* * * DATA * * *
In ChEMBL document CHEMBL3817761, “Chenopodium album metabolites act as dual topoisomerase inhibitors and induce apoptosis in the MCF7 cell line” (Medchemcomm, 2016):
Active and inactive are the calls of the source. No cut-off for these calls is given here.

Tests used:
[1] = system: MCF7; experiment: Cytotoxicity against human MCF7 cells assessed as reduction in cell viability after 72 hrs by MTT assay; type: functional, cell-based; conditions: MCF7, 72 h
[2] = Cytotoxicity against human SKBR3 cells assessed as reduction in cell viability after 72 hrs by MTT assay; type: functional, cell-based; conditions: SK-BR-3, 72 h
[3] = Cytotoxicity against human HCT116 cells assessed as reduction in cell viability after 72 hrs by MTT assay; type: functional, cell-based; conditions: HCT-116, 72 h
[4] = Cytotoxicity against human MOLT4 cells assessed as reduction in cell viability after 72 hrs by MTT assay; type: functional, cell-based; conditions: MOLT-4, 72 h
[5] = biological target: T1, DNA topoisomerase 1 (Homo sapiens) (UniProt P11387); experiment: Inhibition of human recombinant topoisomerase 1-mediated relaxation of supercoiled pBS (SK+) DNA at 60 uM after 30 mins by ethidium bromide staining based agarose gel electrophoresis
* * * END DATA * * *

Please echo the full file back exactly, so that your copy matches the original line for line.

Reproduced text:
In ChEMBL document CHEMBL3817761, “Chenopodium album metabolites act as dual topoisomerase inhibitors and induce apoptosis in the MCF7 cell line” (Medchemcomm, 2016):
Active and inactive are the calls of the source. No cut-off for these calls is given here.

Tests used:
[1] = system: MCF7; experiment: Cytotoxicity against human MCF7 cells assessed as reduction in cell viability after 72 hrs by MTT assay; type: functional, cell-based; conditions: MCF7, 72 h
[2] = Cytotoxicity against human SKBR3 cells assessed as reduction in cell viability after 72 hrs by MTT assay; type: functional, cell-based; conditions: SK-BR-3, 72 h
[3] = Cytotoxicity against human HCT116 cells assessed as reduction in cell viability after 72 hrs by MTT assay; type: functional, cell-based; conditions: HCT-116, 72 h
[4] = Cytotoxicity against human MOLT4 cells assessed as reduction in cell viability after 72 hrs by MTT assay; type: functional, cell-based; conditions: MOLT-4, 72 h
[5] = biological target: T1, DNA topoisomerase 1 (Homo sapiens) (UniProt P11387); experiment: Inhibition of human recombinant topoisomerase 1-mediated relaxation of supercoiled pBS (SK+) DNA at 60 uM after 30 mins by ethidium bromide staining based agarose gel electrophoresis